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Bespoke service bridges Christmas respite gap


A home care provider has come up with a solution for families who are unable to find respite for their loved ones during the holiday season by offering a bespoke Christmas at Home service.

Cranbrook at Home, Cranbrook Care’s new private home care service, is offering in-home care combined with activities and entertainment at one of Cranbrook Care’s residential facilities during the day for people living around Sydney’s lower north shore.

CEO Kerry Mann says the concept behind Christmas at Home is to provide care and companionship for older people over the festive season while giving family members peace of mind during holidays away.

It also bridges the lack of respite care that often occurs around the festive season when demand spikes

Lansdowne Gardens resident Marie Rosenthal with niece Jan Bullen.

“We have a lot of families looking for respite over that period of time and fortunately we don’t have a lot of vacancies,” she told  Community Care Review.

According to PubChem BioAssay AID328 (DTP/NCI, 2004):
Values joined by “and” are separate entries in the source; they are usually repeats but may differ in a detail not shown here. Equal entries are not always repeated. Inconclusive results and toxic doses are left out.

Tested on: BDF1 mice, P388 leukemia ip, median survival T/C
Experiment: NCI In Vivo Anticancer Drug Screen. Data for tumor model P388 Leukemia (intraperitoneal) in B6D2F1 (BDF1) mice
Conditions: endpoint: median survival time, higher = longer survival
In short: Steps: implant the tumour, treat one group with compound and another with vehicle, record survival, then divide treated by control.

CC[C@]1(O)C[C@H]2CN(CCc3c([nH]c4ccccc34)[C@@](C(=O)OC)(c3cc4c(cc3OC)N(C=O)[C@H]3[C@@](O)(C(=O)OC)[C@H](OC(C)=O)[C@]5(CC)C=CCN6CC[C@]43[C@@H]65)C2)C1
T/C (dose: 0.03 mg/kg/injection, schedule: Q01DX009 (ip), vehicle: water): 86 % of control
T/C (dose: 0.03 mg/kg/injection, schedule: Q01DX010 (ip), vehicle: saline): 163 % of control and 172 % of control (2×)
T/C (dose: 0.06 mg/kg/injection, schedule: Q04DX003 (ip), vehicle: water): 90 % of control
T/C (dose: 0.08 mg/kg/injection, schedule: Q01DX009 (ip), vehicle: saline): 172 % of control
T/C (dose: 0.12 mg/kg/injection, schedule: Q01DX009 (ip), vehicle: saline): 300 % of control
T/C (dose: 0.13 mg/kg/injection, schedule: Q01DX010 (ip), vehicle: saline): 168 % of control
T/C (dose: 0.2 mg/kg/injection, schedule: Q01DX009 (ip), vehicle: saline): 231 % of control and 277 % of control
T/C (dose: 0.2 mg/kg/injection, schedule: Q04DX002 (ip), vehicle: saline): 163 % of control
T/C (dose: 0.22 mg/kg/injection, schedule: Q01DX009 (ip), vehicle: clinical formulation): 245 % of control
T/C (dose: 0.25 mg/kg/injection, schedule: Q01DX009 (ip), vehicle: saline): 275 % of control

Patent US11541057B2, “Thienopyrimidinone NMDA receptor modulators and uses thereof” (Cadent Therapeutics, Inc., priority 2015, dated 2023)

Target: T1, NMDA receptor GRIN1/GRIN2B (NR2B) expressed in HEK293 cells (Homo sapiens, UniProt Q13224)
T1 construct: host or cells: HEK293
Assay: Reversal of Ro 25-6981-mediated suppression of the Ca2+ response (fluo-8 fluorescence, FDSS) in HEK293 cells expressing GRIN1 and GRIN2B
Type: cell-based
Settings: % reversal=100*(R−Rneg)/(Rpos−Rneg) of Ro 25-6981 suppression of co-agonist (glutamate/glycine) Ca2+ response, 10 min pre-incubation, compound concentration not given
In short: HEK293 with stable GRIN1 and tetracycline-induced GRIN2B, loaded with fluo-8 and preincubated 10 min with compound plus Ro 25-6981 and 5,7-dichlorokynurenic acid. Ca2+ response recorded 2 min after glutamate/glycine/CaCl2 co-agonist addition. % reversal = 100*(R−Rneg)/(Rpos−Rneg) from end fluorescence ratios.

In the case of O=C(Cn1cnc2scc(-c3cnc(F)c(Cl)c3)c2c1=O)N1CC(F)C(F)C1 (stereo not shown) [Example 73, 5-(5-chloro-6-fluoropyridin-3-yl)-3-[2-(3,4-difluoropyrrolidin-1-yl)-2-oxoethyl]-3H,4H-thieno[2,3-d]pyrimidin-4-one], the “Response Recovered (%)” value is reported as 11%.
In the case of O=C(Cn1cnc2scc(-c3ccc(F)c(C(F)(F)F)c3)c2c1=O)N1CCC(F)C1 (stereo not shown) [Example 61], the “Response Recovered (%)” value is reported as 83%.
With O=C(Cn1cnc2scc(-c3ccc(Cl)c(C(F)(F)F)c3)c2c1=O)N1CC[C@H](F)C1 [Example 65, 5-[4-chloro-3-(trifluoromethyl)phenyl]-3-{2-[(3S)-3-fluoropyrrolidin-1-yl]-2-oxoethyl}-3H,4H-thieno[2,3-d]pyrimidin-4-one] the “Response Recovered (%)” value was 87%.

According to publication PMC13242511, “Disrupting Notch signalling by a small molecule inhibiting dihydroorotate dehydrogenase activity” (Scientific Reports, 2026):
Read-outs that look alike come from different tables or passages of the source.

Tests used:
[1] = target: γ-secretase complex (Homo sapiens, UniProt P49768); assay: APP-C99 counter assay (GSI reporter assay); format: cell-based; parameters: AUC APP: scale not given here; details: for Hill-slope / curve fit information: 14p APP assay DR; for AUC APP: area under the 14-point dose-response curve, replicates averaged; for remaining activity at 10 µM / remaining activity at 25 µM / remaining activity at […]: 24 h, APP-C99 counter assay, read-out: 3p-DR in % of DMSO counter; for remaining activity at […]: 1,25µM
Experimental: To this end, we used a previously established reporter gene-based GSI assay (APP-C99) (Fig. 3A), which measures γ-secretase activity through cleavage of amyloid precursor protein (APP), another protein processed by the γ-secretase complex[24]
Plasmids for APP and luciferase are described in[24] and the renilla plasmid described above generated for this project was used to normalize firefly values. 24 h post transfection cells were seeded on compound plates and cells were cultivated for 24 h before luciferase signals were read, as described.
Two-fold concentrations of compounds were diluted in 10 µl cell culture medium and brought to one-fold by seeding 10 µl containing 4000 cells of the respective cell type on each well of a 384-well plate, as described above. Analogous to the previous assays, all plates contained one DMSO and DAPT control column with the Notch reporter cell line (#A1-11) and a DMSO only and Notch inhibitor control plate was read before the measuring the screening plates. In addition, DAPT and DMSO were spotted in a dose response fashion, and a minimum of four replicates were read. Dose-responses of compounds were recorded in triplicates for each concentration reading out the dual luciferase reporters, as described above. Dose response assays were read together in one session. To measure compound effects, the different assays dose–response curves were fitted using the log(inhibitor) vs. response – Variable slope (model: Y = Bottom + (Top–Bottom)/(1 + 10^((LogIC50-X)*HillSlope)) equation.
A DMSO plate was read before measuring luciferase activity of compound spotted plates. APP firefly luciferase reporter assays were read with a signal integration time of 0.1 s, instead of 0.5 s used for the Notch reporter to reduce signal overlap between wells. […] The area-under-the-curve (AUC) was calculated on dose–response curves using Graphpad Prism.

“Respite care for families is really hard to find, so we thought the best thing for them is to offer an at-home service.

“That gives the families some peace of mind over the holiday period when a lot of people go away aren’t able to take their loved ones who are aged with them.”

Value adding

Mann says the initiative also gives Cranbrook at Home a way of value-adding what it can offer clients by providing services across its home care and residential operations.

As well as getting care and domestic help at at home, clients can attend lifestyle and leisure events at the Lansdowne Gardens aged care residence in Neutral Bay.

Kerry Mann

By visiting the residence, Christmas at Home clients also get to meet whole new community, she says.

“You can actually bring the clients to our residents and they can start to be part of a different community,” she says.

Ms Mann says while this is the first time Cranbrook at Home has offered a bespoke service of this kind, she can see opportunities in other areas, such as bringing people home from hospital.

“And before you bring them home from hospital, going into their home, turning the air conditioning on, making sure they’ve got milk and tea and coffee and bread, all the staples.

“A lot of these things, when families are time poor, or they might be overseas,  these are things that can’t be done and they’re the little things that make a difference.”

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